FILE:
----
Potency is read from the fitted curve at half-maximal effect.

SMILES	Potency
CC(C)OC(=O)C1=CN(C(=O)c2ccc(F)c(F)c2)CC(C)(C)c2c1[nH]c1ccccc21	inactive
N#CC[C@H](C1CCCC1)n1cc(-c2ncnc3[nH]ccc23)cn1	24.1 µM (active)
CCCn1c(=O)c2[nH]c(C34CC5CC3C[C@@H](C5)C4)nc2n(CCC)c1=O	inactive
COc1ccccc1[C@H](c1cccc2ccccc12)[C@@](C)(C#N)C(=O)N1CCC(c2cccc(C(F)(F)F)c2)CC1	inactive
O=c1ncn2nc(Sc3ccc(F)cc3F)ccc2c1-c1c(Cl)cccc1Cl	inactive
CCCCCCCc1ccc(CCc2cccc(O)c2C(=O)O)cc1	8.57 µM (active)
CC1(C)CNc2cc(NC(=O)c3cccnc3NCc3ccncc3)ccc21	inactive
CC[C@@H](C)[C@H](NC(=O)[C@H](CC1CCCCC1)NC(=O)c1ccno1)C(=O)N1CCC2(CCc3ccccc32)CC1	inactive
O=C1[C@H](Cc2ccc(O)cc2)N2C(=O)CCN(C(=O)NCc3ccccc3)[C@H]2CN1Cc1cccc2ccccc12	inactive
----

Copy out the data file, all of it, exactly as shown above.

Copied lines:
Potency is read from the fitted curve at half-maximal effect.

SMILES	Potency
CC(C)OC(=O)C1=CN(C(=O)c2ccc(F)c(F)c2)CC(C)(C)c2c1[nH]c1ccccc21	inactive
N#CC[C@H](C1CCCC1)n1cc(-c2ncnc3[nH]ccc23)cn1	24.1 µM (active)
CCCn1c(=O)c2[nH]c(C34CC5CC3C[C@@H](C5)C4)nc2n(CCC)c1=O	inactive
COc1ccccc1[C@H](c1cccc2ccccc12)[C@@](C)(C#N)C(=O)N1CCC(c2cccc(C(F)(F)F)c2)CC1	inactive
O=c1ncn2nc(Sc3ccc(F)cc3F)ccc2c1-c1c(Cl)cccc1Cl	inactive
CCCCCCCc1ccc(CCc2cccc(O)c2C(=O)O)cc1	8.57 µM (active)
CC1(C)CNc2cc(NC(=O)c3cccnc3NCc3ccncc3)ccc21	inactive
CC[C@@H](C)[C@H](NC(=O)[C@H](CC1CCCCC1)NC(=O)c1ccno1)C(=O)N1CCC2(CCc3ccccc32)CC1	inactive
O=C1[C@H](Cc2ccc(O)cc2)N2C(=O)CCN(C(=O)NCc3ccccc3)[C@H]2CN1Cc1cccc2ccccc12	inactive